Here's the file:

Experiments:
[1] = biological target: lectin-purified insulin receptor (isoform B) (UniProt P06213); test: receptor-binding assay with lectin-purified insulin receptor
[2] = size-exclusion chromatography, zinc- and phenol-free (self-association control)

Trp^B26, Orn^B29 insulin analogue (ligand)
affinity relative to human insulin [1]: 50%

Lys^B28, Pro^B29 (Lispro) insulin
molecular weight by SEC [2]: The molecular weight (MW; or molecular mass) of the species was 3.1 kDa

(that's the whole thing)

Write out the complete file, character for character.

Experiments:
[1] = biological target: lectin-purified insulin receptor (isoform B) (UniProt P06213); test: receptor-binding assay with lectin-purified insulin receptor
[2] = size-exclusion chromatography, zinc- and phenol-free (self-association control)

Trp^B26, Orn^B29 insulin analogue (ligand)
affinity relative to human insulin [1]: 50%

Lys^B28, Pro^B29 (Lispro) insulin
molecular weight by SEC [2]: The molecular weight (MW; or molecular mass) of the species was 3.1 kDa